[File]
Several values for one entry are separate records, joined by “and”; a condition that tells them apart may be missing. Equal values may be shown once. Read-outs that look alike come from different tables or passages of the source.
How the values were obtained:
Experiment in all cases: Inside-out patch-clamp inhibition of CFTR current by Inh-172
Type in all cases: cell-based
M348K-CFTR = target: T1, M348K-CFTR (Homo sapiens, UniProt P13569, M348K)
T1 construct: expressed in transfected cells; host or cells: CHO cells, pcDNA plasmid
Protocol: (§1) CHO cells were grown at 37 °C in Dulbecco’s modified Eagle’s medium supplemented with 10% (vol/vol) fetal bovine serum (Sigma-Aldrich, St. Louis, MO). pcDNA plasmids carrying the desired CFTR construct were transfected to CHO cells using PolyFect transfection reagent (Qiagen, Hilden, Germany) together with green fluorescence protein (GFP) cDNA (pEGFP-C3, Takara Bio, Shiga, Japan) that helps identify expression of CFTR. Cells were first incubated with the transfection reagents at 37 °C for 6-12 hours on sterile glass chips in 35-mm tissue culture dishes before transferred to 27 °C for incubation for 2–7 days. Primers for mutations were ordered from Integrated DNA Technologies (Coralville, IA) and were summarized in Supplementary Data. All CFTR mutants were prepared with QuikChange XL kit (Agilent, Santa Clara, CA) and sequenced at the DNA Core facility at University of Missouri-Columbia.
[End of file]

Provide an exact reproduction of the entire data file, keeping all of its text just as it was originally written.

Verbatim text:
Several values for one entry are separate records, joined by “and”; a condition that tells them apart may be missing. Equal values may be shown once. Read-outs that look alike come from different tables or passages of the source.
How the values were obtained:
Experiment in all cases: Inside-out patch-clamp inhibition of CFTR current by Inh-172
Type in all cases: cell-based
M348K-CFTR = target: T1, M348K-CFTR (Homo sapiens, UniProt P13569, M348K)
T1 construct: expressed in transfected cells; host or cells: CHO cells, pcDNA plasmid
Protocol: (§1) CHO cells were grown at 37 °C in Dulbecco’s modified Eagle’s medium supplemented with 10% (vol/vol) fetal bovine serum (Sigma-Aldrich, St. Louis, MO). pcDNA plasmids carrying the desired CFTR construct were transfected to CHO cells using PolyFect transfection reagent (Qiagen, Hilden, Germany) together with green fluorescence protein (GFP) cDNA (pEGFP-C3, Takara Bio, Shiga, Japan) that helps identify expression of CFTR. Cells were first incubated with the transfection reagents at 37 °C for 6-12 hours on sterile glass chips in 35-mm tissue culture dishes before transferred to 27 °C for incubation for 2–7 days. Primers for mutations were ordered from Integrated DNA Technologies (Coralville, IA) and were summarized in Supplementary Data. All CFTR mutants were prepared with QuikChange XL kit (Agilent, Santa Clara, CA) and sequenced at the DNA Core facility at University of Missouri-Columbia.